@opiejeanne: Oh yeah, in the bedroom, but Miss Kitty, the Unburnt, and breaker of tethers, Queen of the Hollers and killer of Copperheads took care of it for us. Like there wasn’t much left to throw out.
We have plenty of snakes of many types around here, garter snakes, black rat snakes, speckled king snakes, timber rattlers, milk snakes, etc. No cottonmouths in the Meramec watershed as far as I know but the Current and Eleven Point rivers have plenty. I think this is the first year I didn’t catch and relocate at least one copperhead.
Ceci n est pas mon nym
Is anyone else seeing trees losing leaves?
We have walnuts all around us, a huge grandfather tree and younger ones planted by squirrels over the years. They’ve been dropping leaves for a couple of weeks now, all of them. Maybe walnuts are just early on that and I didn’t notice?
We have a lanternfly infestation and I read that they are a danger to hardwoods so I’ve been worried about that.
Time to get busy. Have a good day all.
My basement is probably a little more dry and cold than those in Misery. I typically harvest in July and they keep until the following spring in a mesh bag. If they do start to go bad I peel them all, blend them with olive oil and freeze them. When you need “fresh” garlic just gouge chunks of it out of the jar as needed.
Yes, they are. My dogwoods started taking on color a couple weeks ago. They do it every year but I’d never noticed it till we bought this place.
Thanx for the tip. I was actually thinking about trying some again this year and that makes it more likely I will.
@OzarkHillbilly: “Negative polarization” is pervasive. On the political level, it plays a big part in political analyst Rachel Bitecofer’s electoral modeling (she credits another political scientist with naming the concept). On a cultural level, it plays out as, “if they like it, it stinks!”
@opiejeanne: Do you live somewhere where it gets cold in the winter? And they survive in the pots?
@Mousebumples: I have never seen the movie, so I am clueless here, not understanding the reference. What does the Ted Cruz comment have to do with Wisconsin? Why would that quote drive fundraising?
@OzarkHillbilly: I fed both of the ones in pots once this year, in the spring. The pots are very large, the plants started out pretty small, scrawny little things five years ago. They are a bit stunted by their pots now, probably pot-bound as you say. I need to remove them and several other plants from their big pots, and either trim the roots to repot them, or plant them out in the garden. I was going to do that in the spring of this year, two Japanese maples and a Portugal bay on our deck, but now it’s fall despite what the calendar says, and has been since mid-August. Strange weather this year, wet and cool into July. The zucchini just sulked for months, so much that I despaired and started two more plants. The first plant just now has its first fruit, and I’ve just gotten two nice ones off of one I’m growing in a big pot, planted in early July, the third one is just starting to flower.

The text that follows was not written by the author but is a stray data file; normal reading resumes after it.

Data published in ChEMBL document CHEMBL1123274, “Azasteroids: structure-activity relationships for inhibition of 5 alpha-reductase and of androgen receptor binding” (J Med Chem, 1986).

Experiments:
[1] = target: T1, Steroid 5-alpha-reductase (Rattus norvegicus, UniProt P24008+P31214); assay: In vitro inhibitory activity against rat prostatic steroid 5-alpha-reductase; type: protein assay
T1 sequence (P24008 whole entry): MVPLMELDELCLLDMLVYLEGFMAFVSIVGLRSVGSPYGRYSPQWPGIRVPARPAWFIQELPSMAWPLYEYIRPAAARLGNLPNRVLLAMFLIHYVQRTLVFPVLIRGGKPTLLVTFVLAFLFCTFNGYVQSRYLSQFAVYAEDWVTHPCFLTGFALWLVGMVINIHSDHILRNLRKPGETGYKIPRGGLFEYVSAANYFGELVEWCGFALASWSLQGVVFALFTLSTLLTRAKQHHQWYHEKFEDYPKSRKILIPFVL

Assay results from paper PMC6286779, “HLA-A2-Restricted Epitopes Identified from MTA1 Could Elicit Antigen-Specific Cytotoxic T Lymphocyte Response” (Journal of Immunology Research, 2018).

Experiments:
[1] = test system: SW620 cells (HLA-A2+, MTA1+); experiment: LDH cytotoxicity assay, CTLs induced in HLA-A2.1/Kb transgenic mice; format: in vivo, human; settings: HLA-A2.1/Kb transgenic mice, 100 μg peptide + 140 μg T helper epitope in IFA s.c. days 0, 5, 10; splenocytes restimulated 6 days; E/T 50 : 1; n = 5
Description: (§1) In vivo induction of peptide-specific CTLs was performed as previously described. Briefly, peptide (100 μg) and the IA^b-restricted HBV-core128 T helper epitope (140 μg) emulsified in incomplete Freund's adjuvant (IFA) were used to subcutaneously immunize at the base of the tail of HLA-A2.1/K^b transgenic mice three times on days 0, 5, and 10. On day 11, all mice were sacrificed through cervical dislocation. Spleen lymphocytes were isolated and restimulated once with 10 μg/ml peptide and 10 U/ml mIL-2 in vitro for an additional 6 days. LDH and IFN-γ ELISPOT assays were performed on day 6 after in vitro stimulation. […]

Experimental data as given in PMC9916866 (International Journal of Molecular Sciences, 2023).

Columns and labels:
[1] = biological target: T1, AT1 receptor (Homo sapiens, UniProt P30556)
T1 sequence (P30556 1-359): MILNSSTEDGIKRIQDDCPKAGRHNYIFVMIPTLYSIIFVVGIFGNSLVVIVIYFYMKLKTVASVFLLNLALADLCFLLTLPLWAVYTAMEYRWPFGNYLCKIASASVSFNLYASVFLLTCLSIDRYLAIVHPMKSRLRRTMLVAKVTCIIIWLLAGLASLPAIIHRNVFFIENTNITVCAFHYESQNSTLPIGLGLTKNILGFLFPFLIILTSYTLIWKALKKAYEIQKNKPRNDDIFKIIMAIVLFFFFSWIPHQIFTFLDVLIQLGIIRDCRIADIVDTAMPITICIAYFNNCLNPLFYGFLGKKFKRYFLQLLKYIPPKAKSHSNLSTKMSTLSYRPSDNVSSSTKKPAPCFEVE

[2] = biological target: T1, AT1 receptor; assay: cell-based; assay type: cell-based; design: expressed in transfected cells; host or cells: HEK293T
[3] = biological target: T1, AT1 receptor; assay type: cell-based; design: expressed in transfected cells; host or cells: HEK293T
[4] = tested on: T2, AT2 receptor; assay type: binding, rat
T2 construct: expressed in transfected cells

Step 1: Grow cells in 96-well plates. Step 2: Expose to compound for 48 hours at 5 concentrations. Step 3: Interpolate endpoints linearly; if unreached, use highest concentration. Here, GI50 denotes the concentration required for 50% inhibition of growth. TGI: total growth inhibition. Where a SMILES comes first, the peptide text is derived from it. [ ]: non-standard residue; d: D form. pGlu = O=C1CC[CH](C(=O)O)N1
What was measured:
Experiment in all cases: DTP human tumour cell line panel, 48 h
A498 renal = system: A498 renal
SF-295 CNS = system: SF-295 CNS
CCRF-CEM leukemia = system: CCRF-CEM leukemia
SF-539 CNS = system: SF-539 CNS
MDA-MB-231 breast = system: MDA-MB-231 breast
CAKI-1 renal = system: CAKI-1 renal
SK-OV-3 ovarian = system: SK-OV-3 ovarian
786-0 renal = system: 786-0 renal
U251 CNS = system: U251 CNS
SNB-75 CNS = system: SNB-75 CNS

@Ceci n est pas mon nym: We had half a dozen big old walnuts* where I grew up. They were always the first to lose their leaves.
* Still there. They must be close to 100 years old by now.
ETA: the crabapple at my current place lost half its leaves in July when we had a two-week drought, all of them by now. No apples either; first time that’s happened.
@Ceci n est pas mon nym: Yes and the kudzu is thinning just a bit. My bride says it’s hours of sunlight even more than temp.
For those interested in growing garlic, I have gotten mine from these guys
They have more garlic types than you would ever know exist, and lots of information too.
@MoCA Ace: Freeze them in an icecube tray, then put the garlic/olive oil cubes in a ziplock bag, date and ID the bag, and put it in the freezer. I made pesto last week and need to freeze what we didn’t eat. When it’s snowing in the winter or cold and rainy in the spring, it’s like a bit of summer.
O. Felix Culpa
@opiejeanne: I just froze some pesto last week and need to do some more. So nice to pull the taste of summer out in deep midwinter!
@WaterGirl: I live just outside Seattle. We get snow most winters, and that’s great because it insulates the plants from lower temps. It has gotten down to 17 degrees a couple of times since we’ve lived here. I think the one in the photo is somewhat sheltered from the harsher temps by being in that arbor.
We grow artichokes here. We cut the one big clump back to about a foot tall and bury most of it in mulch for the winter. Mr opiejeanne makes a cage out of heavy plastic mesh fencing to contain the mulch.
@CarolPW: Thank you. We’ve grown garlic casually, just stuck the sprouting ones from the store into a raised bed that was empty, the following year planted the little bulbs that had over-wintered in the garage and hadn’t gotten used up. The results are mostly small heads, and what’s interesting is that I’ve noticed that the garlic in the stores are not just one generic type. This year when I harvested the bed there were quite a few “hard necks” mixed in with the others, and some bulbs were rosy, some streaked with purple, some dead white, and others yellowish. I may get serious this year and grow them properly.